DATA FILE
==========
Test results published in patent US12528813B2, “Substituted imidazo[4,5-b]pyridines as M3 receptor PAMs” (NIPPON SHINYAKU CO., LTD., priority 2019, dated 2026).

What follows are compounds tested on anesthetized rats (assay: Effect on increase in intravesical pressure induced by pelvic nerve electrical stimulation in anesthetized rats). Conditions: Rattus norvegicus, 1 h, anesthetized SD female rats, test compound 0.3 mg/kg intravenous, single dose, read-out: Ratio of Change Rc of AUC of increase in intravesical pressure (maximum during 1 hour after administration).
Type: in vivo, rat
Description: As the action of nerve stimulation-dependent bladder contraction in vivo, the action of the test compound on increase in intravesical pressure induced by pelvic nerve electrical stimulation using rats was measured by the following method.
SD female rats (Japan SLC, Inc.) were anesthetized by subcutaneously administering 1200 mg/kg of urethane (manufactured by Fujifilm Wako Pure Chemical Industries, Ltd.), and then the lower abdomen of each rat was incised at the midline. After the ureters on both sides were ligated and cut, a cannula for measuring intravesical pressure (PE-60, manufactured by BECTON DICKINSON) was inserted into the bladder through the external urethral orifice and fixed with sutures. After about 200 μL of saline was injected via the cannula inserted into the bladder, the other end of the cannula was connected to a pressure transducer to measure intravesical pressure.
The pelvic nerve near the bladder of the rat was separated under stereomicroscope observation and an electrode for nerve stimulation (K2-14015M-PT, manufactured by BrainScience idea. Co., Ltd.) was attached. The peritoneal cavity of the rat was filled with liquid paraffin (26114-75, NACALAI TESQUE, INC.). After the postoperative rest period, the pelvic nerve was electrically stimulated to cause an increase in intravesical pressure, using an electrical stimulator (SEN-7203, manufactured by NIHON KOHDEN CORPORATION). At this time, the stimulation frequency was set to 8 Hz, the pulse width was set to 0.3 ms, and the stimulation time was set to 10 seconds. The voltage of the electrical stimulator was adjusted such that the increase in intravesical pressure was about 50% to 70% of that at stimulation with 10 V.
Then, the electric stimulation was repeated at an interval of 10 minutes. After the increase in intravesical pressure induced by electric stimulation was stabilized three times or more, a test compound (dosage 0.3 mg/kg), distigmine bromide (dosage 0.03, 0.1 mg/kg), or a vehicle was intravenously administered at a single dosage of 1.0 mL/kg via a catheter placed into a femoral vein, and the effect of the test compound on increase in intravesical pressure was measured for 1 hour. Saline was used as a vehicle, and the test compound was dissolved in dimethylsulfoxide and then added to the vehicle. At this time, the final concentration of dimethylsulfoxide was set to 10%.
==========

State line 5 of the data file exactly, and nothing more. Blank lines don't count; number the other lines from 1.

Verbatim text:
SD female rats (Japan SLC, Inc.) were anesthetized by subcutaneously administering 1200 mg/kg of urethane (manufactured by Fujifilm Wako Pure Chemical Industries, Ltd.), and then the lower abdomen of each rat was incised at the midline. After the ureters on both sides were ligated and cut, a cannula for measuring intravesical pressure (PE-60, manufactured by BECTON DICKINSON) was inserted into the bladder through the external urethral orifice and fixed with sutures. After about 200 μL of saline was injected via the cannula inserted into the bladder, the other end of the cannula was connected to a pressure transducer to measure intravesical pressure.